By Steve SilverThe Daily Northwestern
To Pat Fitzgerald, football is a game of inches.
Northwestern’s offense, ranked No. 82 nationally, has struggled to move the ball with a slew of redshirt freshman quarterbacks under center and a first-time offensive coordinator who has struggled to establish a running game in a spread formation.
But Fitzgerald is turning to the most experienced group of offensive players – the linemen – to improve NU’s production inch by inch.
“I think (the line needs) to get a lot better,” Fitzgerald said. “If you are going to win a game in the Big Ten, you have to win the battle of six inches. You have to move the line of scrimmage six inches one way or the other.”
The offensive line, which graduated just one starter, All-American Zach Strief, already has allowed eight sacks. It allowed 11 last year.
Perhaps the loss of Strief, who is currently with the New Orleans Saints, left a void in the line’s leadership and organization.
“(Strief) was a great player, a great friend and a great leader,” senior guard Joe Tripodi said. “Zach was really a coach on the field. He brought four guys who didn’t have much experience up front and we all jelled together.”
Yet despite returning a core of five upperclassmen, the line has yet to exhibit that jelling on the field. The offense is averaging just 16 points per game, a mark that places them No. 100 in the nation.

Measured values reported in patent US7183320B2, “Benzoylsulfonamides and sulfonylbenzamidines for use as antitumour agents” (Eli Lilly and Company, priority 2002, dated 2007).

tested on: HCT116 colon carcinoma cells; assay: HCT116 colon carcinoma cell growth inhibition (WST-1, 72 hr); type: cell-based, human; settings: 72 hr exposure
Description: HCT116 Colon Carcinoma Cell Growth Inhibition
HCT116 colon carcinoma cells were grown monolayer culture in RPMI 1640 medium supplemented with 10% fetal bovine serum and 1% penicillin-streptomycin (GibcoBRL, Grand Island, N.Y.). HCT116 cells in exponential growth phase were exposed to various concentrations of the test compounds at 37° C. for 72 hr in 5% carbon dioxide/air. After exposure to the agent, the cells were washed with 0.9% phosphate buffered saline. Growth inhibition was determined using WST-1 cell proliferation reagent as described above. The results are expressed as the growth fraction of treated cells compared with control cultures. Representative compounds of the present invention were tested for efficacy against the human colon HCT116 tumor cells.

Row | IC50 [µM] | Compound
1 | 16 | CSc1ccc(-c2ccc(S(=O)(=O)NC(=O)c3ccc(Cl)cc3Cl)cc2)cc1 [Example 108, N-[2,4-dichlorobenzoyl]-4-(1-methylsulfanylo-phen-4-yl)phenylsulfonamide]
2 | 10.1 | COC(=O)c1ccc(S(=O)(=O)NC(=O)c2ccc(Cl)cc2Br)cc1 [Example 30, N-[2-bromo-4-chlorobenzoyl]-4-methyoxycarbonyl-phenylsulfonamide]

“I just don’t think they’ve found their groove yet,” said quarterback Andrew Brewer, who was sacked three times in last week’s 33-7 loss to Penn State. “I don’t think they’re any worse than they were last year. I think they’re as good, if not better. They’re just not playing as consistently.”
Although the offensive line entered the season with a promising outlook, injuries have plagued the unit.
Senior right tackle Austin Matthews broke his foot during preseason camp, which forced fellow senior Ryan Keenan to shift from his natural guard position to tackle. Sophomore Joel Belding has filled in for Keenan at left guard.
Matthews said being injured has allowed him to critique the line from the sidelines. His first: fundamentals.
“If you watch our games, we are never being beat physically,” said Matthews, who is expected to see some playing time Saturday. “It is sheer footwork. We need to go back to the basics of being O-linemen.”
But even with all the position juggling, the linemen are not making excuses for their play.
“The offensive line is five guys working together,” Tripodi said. “And a lot of the problem this year has been we’ll have four guys, but one guy will have a mental breakdown. That’s the stuff we have to get rid of. We all have to get on the same page. Once we do that, we’ll be really strong.”
Aside from the personnel changes on the field, the offensive line has also had to adjust to first-year offensive line coach Bret Ingalls.
Ingalls, who has been coaching at the collegiate level since 1984, comes to NU after a one-year stint as the tight ends and tackles coach at Miami (Ohio).
Many of the players said Ingalls has not changed much strategically, but they do feel he provides a new focus and attitude – exactly what Ingalls is trying to do.
“It’s all about having an attitude up front,” Ingalls said. “It’s about knocking some people off the ball. And unfortunately in some of our earlier games, that is not what has happened.
“(We’re working on) coming out here in practice and playing with an attitude, so that on Saturday we can carry it out on the field.”
Reach Steve Silver at [email protected]